Online Giving Trends in Higher Education | npENGAGE

Online Giving Trends in Higher Education

By on Sep 17, 2009

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The Council for Advancement and Support of Education (CASE) recently released a report called "Click Here to Donate: Results of the CASE 2009 Survey of Online Fundraising." The report was prepared by Dr. Chris Thompson, former CASE Senior Research Director, and respected nonprofit consultant Robert L. Weiner.  Thompson is now Director of Editorial Research for the Chronicle of Higher Education and The Chronicle of Philanthropy in Washington, DC.

The CASE "Click Here to Donate" report is the latest in a series of reports that give nonprofits a clearer picture of what is being done online. It references the Target Analytics 2008 donorCentrics Internet Giving Benchmarking Analysis study as well as data from The Chronicle of Philanthropy. The CASE report has a lot of good information and insights in it. I thought I would share just a few of them with readers.

Survey Background
The survey was conducted in March through April of 2009 and was sent only to CASE members. 562 CASE member institutions responded to the survey. The sample is slightly more skewed toward research/doctoral and private institutions than the Voluntary Support of Education survey’s participating institutions, but it is geographically representative of CASE’s membership, with more than 85% of survey respondents coming from the United States.

Main Findings
There are a lot of insights in the study but these are the ones that I thought stood out the most:

  • Almost two-thirds of the institutions have been raising private funds online for five years or less.
  • 72% of the online fundraising opportunities are located on institutions’ main Web pages, 59% from links inside e-mails, 58% on alumni office Web pages, and 51% from links inside e-newsletters.
  • Fewer than 2% of institutions are using new media such as blogs, Twitter and mobile giving.
  • The total value and number of online donations are the two most frequently reported measures of success used, but even these have been implemented by fewer than two-thirds of the respondents.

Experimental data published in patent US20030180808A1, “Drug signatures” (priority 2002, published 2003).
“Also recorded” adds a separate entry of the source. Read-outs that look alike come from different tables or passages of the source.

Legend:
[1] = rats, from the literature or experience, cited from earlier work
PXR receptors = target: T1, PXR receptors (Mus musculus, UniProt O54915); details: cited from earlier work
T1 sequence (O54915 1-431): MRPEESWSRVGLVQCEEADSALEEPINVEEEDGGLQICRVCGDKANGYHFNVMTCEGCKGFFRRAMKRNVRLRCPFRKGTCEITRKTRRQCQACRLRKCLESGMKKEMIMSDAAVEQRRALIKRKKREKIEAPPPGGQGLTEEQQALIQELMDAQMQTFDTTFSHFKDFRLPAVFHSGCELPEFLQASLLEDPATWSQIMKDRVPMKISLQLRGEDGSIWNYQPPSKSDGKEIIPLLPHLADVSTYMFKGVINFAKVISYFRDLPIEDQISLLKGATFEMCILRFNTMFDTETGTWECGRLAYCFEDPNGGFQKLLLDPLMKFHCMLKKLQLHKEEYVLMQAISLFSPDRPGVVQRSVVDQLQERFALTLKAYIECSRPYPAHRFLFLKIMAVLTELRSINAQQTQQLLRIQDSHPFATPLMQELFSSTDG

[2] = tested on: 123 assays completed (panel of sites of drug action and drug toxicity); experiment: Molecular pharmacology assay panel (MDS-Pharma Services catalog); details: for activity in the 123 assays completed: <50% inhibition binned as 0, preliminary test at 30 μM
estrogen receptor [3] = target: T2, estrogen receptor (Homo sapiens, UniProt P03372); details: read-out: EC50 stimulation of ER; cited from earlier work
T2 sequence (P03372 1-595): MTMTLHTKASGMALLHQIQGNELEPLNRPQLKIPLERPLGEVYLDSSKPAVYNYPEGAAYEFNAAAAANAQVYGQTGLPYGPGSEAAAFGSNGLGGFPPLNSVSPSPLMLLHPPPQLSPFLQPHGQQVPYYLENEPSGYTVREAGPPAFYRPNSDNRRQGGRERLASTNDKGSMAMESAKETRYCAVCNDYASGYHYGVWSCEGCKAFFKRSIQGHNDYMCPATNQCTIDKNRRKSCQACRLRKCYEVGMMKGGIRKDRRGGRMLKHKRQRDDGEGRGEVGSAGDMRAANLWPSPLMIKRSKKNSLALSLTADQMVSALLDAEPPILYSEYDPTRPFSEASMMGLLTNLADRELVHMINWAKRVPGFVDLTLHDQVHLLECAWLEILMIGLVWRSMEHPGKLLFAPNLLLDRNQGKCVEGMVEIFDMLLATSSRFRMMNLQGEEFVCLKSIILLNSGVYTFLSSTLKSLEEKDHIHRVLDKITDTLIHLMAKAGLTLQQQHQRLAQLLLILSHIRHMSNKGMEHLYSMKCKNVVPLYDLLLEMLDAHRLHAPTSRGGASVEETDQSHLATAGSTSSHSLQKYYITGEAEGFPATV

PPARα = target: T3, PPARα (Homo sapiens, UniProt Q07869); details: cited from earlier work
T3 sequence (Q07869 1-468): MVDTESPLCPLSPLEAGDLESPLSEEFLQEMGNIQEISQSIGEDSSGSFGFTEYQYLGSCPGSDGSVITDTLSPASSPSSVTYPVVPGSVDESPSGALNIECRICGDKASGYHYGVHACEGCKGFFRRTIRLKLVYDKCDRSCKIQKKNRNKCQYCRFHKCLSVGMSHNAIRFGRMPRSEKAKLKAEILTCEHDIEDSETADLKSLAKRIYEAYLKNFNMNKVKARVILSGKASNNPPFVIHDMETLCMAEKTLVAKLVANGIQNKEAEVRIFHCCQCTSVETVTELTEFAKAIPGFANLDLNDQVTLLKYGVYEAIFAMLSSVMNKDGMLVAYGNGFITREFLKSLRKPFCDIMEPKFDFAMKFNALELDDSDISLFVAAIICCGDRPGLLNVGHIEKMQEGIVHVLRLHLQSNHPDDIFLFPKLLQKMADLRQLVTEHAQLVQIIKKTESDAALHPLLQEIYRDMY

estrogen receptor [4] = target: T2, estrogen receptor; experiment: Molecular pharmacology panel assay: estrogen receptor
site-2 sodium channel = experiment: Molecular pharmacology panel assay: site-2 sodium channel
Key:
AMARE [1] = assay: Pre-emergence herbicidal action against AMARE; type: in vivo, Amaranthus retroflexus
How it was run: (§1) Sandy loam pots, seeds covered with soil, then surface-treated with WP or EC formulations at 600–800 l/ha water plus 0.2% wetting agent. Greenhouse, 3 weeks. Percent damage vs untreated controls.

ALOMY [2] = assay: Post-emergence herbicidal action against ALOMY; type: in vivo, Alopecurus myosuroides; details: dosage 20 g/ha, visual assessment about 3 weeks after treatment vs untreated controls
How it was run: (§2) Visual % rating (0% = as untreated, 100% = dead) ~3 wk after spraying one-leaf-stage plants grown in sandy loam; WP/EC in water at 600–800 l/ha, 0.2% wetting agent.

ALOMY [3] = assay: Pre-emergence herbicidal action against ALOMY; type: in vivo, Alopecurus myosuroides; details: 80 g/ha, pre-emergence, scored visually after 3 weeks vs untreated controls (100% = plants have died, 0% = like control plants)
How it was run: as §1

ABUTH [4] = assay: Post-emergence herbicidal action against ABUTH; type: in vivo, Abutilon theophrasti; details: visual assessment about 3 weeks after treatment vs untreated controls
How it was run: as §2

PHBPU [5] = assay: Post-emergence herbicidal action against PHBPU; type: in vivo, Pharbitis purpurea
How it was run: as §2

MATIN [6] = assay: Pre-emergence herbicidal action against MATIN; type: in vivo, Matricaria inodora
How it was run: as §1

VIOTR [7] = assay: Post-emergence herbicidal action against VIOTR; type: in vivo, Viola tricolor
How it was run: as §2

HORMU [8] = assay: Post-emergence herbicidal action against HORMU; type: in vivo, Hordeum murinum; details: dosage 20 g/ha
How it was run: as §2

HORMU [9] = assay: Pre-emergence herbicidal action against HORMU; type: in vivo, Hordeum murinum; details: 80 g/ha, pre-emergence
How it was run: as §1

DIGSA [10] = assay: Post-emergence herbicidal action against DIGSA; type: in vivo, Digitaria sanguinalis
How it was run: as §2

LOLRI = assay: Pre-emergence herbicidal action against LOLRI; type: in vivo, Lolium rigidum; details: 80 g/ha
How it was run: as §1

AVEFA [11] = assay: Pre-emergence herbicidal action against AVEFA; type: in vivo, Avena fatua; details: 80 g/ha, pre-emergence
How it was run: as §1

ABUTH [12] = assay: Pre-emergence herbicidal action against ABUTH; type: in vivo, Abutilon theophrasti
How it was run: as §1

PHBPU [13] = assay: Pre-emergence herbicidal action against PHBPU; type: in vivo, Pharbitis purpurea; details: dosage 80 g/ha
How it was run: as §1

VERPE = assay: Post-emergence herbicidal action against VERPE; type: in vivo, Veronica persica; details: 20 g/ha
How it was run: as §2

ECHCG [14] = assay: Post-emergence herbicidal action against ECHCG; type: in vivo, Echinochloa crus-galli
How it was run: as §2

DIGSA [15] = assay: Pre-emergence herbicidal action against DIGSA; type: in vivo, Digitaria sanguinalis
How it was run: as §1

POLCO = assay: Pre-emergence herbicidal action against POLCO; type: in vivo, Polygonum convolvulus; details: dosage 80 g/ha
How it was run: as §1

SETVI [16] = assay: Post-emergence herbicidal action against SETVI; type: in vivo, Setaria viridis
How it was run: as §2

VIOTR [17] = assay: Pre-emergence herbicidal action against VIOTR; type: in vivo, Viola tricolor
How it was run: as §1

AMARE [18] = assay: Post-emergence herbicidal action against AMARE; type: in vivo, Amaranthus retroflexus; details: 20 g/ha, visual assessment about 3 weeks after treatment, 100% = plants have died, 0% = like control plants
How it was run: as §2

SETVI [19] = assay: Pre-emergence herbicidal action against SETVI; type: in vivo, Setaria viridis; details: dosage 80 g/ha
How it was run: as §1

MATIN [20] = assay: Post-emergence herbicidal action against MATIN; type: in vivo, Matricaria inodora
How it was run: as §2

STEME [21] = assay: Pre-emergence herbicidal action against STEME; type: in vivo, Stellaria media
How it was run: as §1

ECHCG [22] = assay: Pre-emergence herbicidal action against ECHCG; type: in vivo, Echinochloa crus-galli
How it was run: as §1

• 34% of institutions report "we do not measure performance."
  • 30% of respondents think their online donors are younger, while only 1.5% think they are older and 18% think they are about the same age as other donors.
  • 45% of respondents did not know the average age of their online donors.
  • About 20% of respondents reported that online fundraising exceeded their expectations, and 22% said it met their expectations.
  • Just over 38% reported it was below their expectations, and for 17% it was "very much below" expectations.

Too Many Unknowns
My first reaction to the report was the significant amount of unknowns. This was surprising because my experience working in and with higher education institutions is that they live on a steady diet of data and information to make decisions. For a variety of reasons, the online fundraising realm remains mysterious for many of the survey respondents.

When asked about the effectiveness of online fundraising compared to other channels, the most common response was "Don't Know." The section on "Online fundraising success compared to other routes" has "Don't Know" as the most common response for half of the routes surveyed. Respondents were asked for their predictions of the next big thing in online fundraising. The most frequent responses were "I have no idea" and social networking. It was good to see the survey show a strong adoption of social media to make connections with constituents.

Missing Measurements
If you can't measure it, then you can't manage it. Period. The CASE study finds a tremendous amount of undermeasurement happening. 34% of respondents said "We do not measure performance." This was the third most common answer, behind the total value (56.5%) and number of online donations (55%) coming in through all channels. The irony here of course is that the Internet is overflowing with measureable metrics compared to traditional channels like direct mail. At least there's an admission that the right kinds of metrics and measurements aren't being used as much as they can be.